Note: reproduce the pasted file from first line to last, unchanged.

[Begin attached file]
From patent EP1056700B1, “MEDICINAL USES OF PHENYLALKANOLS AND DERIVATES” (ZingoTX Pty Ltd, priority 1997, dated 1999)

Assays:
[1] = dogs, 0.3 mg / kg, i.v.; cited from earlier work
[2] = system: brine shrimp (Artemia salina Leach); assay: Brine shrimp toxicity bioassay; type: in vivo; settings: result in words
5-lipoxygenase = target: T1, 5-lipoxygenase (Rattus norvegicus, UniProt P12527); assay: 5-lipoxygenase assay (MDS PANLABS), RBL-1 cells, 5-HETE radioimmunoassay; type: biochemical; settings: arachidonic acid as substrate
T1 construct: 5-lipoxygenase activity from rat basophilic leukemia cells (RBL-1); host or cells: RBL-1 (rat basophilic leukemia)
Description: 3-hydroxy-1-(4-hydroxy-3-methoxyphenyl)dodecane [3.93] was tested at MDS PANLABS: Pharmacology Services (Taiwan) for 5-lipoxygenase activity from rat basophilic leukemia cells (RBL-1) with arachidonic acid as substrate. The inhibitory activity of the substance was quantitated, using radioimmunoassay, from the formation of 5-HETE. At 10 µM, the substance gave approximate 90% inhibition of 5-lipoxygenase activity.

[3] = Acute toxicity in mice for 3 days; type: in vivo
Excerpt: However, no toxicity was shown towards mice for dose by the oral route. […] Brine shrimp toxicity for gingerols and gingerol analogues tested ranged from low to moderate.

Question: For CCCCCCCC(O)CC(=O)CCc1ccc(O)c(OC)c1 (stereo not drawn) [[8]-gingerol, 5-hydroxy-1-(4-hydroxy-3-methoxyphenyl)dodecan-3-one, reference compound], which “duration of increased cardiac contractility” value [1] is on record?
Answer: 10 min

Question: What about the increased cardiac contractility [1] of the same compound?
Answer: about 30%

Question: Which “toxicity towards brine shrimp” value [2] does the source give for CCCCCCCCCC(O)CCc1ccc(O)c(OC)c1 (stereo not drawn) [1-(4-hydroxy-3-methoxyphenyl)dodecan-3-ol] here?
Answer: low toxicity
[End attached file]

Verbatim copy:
From patent EP1056700B1, “MEDICINAL USES OF PHENYLALKANOLS AND DERIVATES” (ZingoTX Pty Ltd, priority 1997, dated 1999)

Assays:
[1] = dogs, 0.3 mg / kg, i.v.; cited from earlier work
[2] = system: brine shrimp (Artemia salina Leach); assay: Brine shrimp toxicity bioassay; type: in vivo; settings: result in words
5-lipoxygenase = target: T1, 5-lipoxygenase (Rattus norvegicus, UniProt P12527); assay: 5-lipoxygenase assay (MDS PANLABS), RBL-1 cells, 5-HETE radioimmunoassay; type: biochemical; settings: arachidonic acid as substrate
T1 construct: 5-lipoxygenase activity from rat basophilic leukemia cells (RBL-1); host or cells: RBL-1 (rat basophilic leukemia)
Description: 3-hydroxy-1-(4-hydroxy-3-methoxyphenyl)dodecane [3.93] was tested at MDS PANLABS: Pharmacology Services (Taiwan) for 5-lipoxygenase activity from rat basophilic leukemia cells (RBL-1) with arachidonic acid as substrate. The inhibitory activity of the substance was quantitated, using radioimmunoassay, from the formation of 5-HETE. At 10 µM, the substance gave approximate 90% inhibition of 5-lipoxygenase activity.

[3] = Acute toxicity in mice for 3 days; type: in vivo
Excerpt: However, no toxicity was shown towards mice for dose by the oral route. […] Brine shrimp toxicity for gingerols and gingerol analogues tested ranged from low to moderate.

Question: For CCCCCCCC(O)CC(=O)CCc1ccc(O)c(OC)c1 (stereo not drawn) [[8]-gingerol, 5-hydroxy-1-(4-hydroxy-3-methoxyphenyl)dodecan-3-one, reference compound], which “duration of increased cardiac contractility” value [1] is on record?
Answer: 10 min

Question: What about the increased cardiac contractility [1] of the same compound?
Answer: about 30%

Question: Which “toxicity towards brine shrimp” value [2] does the source give for CCCCCCCCCC(O)CCc1ccc(O)c(OC)c1 (stereo not drawn) [1-(4-hydroxy-3-methoxyphenyl)dodecan-3-ol] here?
Answer: low toxicity